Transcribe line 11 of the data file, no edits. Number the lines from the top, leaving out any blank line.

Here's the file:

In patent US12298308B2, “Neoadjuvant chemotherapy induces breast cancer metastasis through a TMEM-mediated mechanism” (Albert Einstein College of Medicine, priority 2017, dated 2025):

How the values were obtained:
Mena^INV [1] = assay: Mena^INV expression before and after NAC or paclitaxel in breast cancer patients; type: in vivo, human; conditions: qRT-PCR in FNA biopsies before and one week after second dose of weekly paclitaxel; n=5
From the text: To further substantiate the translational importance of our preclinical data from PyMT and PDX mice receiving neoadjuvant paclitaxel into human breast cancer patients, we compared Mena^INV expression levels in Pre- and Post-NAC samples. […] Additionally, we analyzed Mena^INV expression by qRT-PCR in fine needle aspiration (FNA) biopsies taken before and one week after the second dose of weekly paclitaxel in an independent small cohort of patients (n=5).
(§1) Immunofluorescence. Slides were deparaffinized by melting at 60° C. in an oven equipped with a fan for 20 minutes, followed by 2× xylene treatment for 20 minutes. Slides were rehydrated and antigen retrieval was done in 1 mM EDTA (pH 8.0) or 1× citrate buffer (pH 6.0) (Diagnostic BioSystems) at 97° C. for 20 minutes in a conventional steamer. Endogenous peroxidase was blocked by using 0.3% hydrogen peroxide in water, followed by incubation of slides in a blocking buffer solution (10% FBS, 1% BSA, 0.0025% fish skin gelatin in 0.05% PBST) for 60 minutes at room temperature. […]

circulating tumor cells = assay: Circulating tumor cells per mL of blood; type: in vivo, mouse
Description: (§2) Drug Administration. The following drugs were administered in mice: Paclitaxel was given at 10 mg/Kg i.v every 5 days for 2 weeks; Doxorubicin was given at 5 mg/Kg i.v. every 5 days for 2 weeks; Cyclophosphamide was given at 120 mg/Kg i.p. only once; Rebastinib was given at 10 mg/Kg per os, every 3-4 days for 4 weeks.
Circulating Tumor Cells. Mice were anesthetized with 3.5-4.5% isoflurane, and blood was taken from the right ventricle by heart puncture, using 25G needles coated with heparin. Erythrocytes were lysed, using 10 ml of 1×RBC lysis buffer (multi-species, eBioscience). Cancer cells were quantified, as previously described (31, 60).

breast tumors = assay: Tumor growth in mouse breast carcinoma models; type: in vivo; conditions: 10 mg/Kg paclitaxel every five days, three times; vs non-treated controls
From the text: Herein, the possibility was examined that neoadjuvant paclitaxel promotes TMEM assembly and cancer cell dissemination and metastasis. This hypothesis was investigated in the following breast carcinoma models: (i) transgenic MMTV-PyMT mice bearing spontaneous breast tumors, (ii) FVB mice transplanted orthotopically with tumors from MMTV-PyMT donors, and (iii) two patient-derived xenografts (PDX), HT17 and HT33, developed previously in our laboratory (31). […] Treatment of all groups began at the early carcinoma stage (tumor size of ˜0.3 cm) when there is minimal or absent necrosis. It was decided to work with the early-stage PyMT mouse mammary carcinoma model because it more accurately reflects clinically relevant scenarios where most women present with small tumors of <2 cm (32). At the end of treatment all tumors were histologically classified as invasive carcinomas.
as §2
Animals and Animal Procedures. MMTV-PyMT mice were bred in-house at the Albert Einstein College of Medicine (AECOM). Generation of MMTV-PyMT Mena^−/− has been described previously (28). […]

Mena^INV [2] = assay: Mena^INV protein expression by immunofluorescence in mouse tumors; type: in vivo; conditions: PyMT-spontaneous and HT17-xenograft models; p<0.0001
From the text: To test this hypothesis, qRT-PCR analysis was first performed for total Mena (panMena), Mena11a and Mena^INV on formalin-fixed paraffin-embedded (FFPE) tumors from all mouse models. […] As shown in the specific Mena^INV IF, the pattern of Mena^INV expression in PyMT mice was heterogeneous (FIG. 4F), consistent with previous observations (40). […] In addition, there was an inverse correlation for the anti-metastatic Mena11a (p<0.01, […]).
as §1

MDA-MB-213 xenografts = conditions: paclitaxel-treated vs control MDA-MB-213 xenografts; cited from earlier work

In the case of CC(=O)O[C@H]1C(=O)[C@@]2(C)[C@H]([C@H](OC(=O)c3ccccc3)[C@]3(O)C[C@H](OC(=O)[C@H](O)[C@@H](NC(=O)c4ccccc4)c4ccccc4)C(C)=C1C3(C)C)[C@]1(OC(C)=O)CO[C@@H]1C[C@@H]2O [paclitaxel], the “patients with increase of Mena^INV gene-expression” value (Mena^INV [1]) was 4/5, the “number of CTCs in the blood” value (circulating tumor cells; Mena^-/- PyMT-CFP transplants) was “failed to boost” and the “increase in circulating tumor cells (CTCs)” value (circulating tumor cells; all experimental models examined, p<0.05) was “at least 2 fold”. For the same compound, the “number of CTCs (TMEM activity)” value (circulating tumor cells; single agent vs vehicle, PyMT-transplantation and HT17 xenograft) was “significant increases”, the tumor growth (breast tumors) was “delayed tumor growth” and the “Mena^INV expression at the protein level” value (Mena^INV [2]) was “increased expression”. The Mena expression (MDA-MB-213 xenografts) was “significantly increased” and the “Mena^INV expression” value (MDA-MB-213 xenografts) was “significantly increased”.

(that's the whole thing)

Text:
as §2